Future textile visions: smart textiles for health and wellness.
Malins, Julian Paul
Fairburn, Susan Marie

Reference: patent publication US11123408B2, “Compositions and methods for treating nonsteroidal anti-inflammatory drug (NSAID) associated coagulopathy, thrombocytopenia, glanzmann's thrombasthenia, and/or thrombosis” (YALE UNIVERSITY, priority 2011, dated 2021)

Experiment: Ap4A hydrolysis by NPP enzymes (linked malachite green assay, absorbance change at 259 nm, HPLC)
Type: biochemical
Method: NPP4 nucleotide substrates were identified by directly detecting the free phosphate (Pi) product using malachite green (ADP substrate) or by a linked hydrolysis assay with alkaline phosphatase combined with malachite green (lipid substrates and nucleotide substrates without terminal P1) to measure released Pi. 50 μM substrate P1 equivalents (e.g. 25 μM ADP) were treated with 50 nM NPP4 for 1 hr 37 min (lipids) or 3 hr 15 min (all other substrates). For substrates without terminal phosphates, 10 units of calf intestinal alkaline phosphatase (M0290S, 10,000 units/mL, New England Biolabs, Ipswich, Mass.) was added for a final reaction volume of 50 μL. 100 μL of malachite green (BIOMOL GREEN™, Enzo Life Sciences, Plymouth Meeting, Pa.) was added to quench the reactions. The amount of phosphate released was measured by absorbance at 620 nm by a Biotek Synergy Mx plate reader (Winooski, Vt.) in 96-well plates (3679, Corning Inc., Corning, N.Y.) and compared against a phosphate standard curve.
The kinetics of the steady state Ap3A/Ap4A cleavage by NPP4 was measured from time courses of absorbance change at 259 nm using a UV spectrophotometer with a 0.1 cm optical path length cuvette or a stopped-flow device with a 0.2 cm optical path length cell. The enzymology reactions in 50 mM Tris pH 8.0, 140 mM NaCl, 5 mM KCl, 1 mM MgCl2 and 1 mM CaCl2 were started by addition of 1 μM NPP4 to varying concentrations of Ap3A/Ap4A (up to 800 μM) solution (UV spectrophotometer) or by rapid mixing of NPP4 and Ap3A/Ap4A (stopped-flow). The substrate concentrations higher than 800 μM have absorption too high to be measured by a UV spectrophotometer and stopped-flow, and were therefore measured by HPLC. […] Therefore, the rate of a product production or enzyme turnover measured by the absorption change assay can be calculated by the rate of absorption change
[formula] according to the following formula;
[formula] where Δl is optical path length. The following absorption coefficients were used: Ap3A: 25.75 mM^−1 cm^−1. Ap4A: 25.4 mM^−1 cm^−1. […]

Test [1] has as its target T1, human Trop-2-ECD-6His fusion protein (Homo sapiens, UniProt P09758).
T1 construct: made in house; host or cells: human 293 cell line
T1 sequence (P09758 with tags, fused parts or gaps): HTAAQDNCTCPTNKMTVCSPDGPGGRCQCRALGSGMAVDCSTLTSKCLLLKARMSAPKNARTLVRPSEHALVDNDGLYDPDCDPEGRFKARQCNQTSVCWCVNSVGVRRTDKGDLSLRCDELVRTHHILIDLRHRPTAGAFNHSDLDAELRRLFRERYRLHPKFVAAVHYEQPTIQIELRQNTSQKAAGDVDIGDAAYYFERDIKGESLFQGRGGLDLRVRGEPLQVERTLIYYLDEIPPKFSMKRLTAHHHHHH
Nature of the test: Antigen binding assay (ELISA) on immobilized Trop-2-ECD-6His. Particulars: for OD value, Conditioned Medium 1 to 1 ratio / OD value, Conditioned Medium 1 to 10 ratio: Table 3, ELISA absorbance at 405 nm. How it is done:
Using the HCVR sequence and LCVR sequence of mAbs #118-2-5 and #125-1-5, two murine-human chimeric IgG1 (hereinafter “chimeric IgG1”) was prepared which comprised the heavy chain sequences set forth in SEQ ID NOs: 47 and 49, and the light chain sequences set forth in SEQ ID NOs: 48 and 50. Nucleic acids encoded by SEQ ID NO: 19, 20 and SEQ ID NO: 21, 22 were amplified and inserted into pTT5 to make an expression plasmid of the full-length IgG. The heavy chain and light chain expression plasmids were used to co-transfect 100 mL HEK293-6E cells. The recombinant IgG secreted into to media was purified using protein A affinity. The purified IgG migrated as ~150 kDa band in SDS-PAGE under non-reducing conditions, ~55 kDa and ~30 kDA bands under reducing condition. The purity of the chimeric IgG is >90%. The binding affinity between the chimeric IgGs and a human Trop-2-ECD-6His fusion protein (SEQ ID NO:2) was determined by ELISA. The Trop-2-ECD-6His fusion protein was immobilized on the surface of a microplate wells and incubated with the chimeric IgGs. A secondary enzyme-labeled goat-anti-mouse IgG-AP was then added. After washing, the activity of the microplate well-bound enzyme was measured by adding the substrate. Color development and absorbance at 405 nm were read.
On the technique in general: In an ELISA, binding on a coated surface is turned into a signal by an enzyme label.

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A report prepared for the Scottish Government on behalf of the Scottish Academy of Fashion, which examines the potential of new textiles solutions for health applications. Following a Sandpit event hosted by the Scottish Academy of Fashion on 13th and 14th January 2011, a number of projects emerged one of which was Molecular Imprinted Textiles (MIT). The interest of this group was to apply nano-technology to extend the value of textiles by making it possible to add or extract information over the lifetime of garments. A workshop was held on 19th October 2011 by the MIT Group at Edinburgh College of Art to explore concepts based on related technologies. An emerging conversation was focused on the potential of technologies that could be incorporated into textiles specifically for medical applications. The Future Textiles Project (FTV) developed as a result of the earlier dialogue, with the aim of exploring the potential for developing new textiles products designed to address specific medical conditions. The report details some of the most prominent areas of medical need and some of the technologies that may be applied. It does not suggest specific concepts, but rather examines the methodologies that could be profitably adopted for developing new concepts in this field based on a cross-disciplinary user-focused approach. The premise for this project is based on the identification of human needs that provide the focus for subsequent technology development. The report focuses on the potential of Scottish businesses, making use of current research across a number of fields in order to develop new products, which have life-changing implications. ‘Smart’ (or technologically enhanced) textiles have the potential to control temperature, incorporate antimicrobial properties, provide insulation, breathability, compression, re-shaping, moisture absorption, articulation enabling mobility, constrain movement and improve circulation. They can be used as a diagnostic tool to deliver drugs and respond to changing body states. This project considers new methodologies for rapid product development looking for synergies between business and academic research.